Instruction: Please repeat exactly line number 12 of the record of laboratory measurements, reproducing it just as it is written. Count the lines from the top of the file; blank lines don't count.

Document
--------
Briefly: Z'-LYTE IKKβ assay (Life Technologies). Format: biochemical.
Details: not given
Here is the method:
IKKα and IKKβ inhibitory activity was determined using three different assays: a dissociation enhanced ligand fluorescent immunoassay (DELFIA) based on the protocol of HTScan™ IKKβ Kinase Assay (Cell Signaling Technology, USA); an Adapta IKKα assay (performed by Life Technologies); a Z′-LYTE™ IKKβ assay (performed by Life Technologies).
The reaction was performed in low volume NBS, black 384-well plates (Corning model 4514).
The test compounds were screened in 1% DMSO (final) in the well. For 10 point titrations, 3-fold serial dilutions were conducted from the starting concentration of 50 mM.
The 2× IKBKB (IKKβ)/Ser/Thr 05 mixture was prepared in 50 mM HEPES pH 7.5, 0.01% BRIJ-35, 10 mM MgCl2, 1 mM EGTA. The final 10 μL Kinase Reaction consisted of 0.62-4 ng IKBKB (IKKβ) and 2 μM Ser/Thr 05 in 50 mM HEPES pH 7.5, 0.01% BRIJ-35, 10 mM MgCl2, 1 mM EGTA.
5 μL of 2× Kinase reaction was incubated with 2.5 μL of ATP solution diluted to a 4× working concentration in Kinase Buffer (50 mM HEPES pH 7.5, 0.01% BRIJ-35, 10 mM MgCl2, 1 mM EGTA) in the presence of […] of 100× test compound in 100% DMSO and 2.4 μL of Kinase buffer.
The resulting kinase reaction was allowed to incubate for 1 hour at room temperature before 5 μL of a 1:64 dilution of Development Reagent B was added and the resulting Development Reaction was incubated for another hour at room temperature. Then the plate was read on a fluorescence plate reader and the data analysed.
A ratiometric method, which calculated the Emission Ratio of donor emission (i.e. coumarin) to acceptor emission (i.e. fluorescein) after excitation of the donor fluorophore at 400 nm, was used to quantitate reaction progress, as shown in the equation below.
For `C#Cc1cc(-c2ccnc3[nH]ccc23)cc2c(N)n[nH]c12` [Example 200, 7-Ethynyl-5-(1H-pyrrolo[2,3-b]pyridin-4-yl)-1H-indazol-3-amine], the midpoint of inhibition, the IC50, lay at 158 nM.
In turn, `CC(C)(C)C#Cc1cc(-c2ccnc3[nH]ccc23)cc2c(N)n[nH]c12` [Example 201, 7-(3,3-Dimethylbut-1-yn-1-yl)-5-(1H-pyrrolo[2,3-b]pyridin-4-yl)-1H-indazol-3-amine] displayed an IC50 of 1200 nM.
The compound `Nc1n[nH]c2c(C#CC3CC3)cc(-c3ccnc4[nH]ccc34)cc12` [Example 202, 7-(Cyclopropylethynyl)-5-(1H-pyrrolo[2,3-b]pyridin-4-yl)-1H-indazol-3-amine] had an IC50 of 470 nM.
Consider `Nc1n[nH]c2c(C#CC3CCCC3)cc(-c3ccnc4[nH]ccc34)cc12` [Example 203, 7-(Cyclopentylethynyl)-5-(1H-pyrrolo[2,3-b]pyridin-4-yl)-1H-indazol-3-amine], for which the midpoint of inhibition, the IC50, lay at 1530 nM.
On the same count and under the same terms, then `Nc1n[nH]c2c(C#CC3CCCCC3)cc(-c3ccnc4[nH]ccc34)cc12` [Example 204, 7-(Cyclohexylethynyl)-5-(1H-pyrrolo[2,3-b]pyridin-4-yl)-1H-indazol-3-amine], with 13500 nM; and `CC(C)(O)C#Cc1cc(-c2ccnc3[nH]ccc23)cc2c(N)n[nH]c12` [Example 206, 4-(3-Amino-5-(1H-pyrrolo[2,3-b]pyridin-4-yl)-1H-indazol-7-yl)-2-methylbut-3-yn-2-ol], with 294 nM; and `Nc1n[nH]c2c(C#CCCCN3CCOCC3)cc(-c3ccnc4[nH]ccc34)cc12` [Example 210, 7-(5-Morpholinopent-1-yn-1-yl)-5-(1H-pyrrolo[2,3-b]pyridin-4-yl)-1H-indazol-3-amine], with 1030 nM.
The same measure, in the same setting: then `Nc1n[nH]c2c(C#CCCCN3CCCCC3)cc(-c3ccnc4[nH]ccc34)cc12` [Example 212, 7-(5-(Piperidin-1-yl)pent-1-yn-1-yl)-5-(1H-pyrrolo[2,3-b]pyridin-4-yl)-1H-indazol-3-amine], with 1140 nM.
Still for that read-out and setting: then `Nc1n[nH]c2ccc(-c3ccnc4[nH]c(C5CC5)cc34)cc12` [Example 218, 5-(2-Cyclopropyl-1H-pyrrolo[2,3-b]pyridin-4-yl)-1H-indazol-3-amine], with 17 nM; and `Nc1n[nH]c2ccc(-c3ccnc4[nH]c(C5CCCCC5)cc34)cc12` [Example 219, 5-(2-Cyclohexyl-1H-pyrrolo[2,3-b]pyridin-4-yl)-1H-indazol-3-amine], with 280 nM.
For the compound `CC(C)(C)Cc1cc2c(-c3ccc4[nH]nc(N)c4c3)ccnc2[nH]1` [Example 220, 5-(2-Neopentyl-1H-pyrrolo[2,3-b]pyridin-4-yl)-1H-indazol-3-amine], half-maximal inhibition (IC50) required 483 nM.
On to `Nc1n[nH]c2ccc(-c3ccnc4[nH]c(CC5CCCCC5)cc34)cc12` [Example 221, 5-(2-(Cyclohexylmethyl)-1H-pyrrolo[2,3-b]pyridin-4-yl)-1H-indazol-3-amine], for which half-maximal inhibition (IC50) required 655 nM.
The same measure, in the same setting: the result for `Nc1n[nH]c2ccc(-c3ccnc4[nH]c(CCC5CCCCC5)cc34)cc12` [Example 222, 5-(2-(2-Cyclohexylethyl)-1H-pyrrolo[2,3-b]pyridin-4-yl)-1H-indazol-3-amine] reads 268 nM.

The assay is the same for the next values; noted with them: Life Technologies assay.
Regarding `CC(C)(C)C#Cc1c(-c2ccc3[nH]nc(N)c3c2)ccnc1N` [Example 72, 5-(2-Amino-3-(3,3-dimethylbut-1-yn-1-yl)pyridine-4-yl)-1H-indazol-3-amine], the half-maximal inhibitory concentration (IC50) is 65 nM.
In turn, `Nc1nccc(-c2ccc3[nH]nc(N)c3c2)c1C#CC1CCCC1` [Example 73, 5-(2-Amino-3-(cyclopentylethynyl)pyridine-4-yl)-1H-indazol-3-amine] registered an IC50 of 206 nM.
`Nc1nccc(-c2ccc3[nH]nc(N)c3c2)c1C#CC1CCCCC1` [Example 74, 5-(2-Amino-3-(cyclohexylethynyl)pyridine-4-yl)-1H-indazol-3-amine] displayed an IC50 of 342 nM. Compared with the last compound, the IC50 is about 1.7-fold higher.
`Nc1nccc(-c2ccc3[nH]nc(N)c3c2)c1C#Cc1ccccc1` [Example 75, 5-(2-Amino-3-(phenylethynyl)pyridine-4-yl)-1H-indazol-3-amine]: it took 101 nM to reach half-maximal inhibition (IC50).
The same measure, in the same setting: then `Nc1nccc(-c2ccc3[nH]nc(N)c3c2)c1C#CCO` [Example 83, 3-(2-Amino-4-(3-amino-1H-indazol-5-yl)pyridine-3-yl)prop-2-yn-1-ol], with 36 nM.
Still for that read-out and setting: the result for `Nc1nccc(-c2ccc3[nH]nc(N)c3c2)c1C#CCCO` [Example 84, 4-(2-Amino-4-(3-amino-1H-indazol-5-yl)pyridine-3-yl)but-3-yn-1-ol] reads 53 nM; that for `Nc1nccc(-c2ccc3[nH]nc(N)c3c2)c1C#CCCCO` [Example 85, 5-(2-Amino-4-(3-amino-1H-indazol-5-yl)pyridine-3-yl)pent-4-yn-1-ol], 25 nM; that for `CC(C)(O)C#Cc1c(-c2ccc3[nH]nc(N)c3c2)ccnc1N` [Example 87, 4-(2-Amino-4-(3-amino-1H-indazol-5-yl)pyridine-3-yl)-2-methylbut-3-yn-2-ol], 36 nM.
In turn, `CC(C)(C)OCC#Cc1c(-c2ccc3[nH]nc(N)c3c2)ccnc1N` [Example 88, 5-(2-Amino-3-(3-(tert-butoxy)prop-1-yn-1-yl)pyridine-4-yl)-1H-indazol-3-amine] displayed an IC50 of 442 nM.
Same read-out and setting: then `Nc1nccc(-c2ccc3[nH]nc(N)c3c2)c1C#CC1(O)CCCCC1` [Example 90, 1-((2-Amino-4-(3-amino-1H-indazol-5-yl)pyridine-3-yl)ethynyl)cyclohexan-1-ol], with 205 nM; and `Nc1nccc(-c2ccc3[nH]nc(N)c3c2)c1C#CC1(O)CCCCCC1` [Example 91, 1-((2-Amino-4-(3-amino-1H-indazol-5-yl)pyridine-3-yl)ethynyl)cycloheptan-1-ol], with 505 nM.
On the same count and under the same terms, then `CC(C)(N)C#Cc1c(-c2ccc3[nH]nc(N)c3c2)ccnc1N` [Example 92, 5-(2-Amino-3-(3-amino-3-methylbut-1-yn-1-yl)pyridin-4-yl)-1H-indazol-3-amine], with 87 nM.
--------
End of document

In turn, `CC(C)(C)C#Cc1cc(-c2ccnc3[nH]ccc23)cc2c(N)n[nH]c12` [Example 201, 7-(3,3-Dimethylbut-1-yn-1-yl)-5-(1H-pyrrolo[2,3-b]pyridin-4-yl)-1H-indazol-3-amine] displayed an IC50 of 1200 nM.